Rhino and Nashorn both execute JS. Thats about where the similarities end! – Kong Jun 17 '14 at 20:45

So far as I can tell, you can't sandbox Nashorn. An untrusted user can execute the "Additional Nashorn Built-In Functions" listed here:


which include "quit()". I tested it; it exits the JVM entirely.

(As an aside, in my setup the global objects, $ENV, $ARG, did not work, which is good.)

If I'm wrong about this, someone please leave a comment.

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It says "You can enable shell scripting extensions in Nashorn using the jjs command with the -scripting option". So what if just NOT to enable? And, in general, the article seems about some standalone command line tool. – h22 Nov 20 '15 at 20:06

You can quite easily create a ClassFilter which allows fine-grained control of which Java classes are available in JavaScript.

Following the example from the Oracle Nashorn Docs:

class MyCF implements ClassFilter {
    public boolean exposeToScripts(String s) {
      if (s.compareTo("java.io.File") == 0) return false;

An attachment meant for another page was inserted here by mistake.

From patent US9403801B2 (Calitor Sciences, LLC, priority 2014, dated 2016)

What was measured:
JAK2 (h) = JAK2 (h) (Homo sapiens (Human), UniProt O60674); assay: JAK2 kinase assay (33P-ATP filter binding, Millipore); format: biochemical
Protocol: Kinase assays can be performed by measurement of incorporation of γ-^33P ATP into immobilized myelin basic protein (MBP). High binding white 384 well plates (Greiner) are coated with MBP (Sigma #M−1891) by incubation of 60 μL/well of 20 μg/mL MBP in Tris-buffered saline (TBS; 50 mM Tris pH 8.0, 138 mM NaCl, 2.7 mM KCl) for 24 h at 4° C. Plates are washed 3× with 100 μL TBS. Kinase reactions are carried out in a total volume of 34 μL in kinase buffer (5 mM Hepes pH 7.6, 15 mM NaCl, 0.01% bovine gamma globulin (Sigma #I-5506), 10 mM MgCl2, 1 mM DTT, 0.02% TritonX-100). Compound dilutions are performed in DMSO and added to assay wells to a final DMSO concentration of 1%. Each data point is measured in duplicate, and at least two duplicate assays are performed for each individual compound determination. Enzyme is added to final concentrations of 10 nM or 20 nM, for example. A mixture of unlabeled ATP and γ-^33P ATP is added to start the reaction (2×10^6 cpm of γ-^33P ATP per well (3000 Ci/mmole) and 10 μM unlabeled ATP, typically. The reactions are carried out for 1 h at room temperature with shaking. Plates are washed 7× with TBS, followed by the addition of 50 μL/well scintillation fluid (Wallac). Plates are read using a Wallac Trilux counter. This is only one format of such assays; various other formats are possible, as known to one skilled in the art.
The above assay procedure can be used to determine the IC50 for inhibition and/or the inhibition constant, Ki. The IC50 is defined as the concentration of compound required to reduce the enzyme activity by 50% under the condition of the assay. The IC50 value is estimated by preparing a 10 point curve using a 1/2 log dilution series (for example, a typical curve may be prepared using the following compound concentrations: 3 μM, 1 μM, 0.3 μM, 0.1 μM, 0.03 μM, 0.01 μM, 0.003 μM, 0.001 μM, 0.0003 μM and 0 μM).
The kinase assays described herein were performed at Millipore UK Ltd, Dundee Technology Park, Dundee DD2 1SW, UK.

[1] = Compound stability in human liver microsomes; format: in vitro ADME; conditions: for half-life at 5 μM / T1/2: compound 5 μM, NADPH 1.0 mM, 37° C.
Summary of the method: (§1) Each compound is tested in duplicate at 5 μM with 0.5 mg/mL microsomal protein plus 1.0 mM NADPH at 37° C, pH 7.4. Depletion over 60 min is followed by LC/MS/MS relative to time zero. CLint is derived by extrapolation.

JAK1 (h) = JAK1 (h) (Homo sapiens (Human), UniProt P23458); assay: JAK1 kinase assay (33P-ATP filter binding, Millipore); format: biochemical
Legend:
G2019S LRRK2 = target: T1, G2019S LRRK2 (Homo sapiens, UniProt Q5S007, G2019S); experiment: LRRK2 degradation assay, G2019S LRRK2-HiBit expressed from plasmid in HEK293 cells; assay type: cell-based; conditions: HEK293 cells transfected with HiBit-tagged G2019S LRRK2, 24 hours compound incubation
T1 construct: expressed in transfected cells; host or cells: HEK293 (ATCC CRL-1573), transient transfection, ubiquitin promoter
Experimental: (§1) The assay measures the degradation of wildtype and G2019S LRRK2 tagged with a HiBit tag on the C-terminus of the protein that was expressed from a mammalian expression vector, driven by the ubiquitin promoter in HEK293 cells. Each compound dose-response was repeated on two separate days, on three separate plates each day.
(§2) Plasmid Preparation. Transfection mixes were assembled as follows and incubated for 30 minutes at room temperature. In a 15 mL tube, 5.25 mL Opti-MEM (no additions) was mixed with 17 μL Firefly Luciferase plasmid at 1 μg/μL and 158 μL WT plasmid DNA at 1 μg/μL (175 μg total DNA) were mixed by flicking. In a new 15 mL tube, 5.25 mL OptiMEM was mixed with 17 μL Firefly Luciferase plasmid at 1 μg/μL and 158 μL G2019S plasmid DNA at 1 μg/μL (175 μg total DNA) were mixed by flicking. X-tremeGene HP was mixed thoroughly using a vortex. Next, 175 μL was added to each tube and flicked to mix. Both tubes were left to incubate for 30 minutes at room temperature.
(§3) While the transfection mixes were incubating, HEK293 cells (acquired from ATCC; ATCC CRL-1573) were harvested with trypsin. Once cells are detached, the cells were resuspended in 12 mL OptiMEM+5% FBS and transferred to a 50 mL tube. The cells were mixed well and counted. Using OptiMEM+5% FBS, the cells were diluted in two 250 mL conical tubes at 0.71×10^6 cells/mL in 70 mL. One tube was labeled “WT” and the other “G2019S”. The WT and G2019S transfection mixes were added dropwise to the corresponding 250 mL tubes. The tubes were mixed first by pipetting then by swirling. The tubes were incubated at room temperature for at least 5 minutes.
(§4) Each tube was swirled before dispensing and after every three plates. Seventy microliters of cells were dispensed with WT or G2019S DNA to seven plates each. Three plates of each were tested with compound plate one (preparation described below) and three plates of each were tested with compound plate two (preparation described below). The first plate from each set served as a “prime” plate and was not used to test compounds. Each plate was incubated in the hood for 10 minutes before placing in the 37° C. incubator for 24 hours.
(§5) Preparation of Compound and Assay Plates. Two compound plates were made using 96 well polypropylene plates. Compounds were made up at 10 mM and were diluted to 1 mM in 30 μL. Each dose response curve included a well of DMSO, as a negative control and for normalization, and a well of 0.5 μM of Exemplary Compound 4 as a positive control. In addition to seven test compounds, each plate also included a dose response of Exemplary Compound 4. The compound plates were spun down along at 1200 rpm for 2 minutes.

return true;

I have wrapped this an a few other measures in a small library today: Nashorn Sandbox (on GitHub). Enjoy!

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I'd say overriding the supplied class's classloader is easiest way to control access to classes.

(Disclaimer: I'm not really familiar with newer Java, so this answer may be old-school/obsolete)

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An external sandbox library can be used if you don't want to implement your own ClassLoader & SecurityManager (that's the only way of sandboxing for now).

I've tried "The Java Sandbox" (http://blog.datenwerke.net/p/the-java-sandbox.html) although it's a bit rough around the edges, but it works.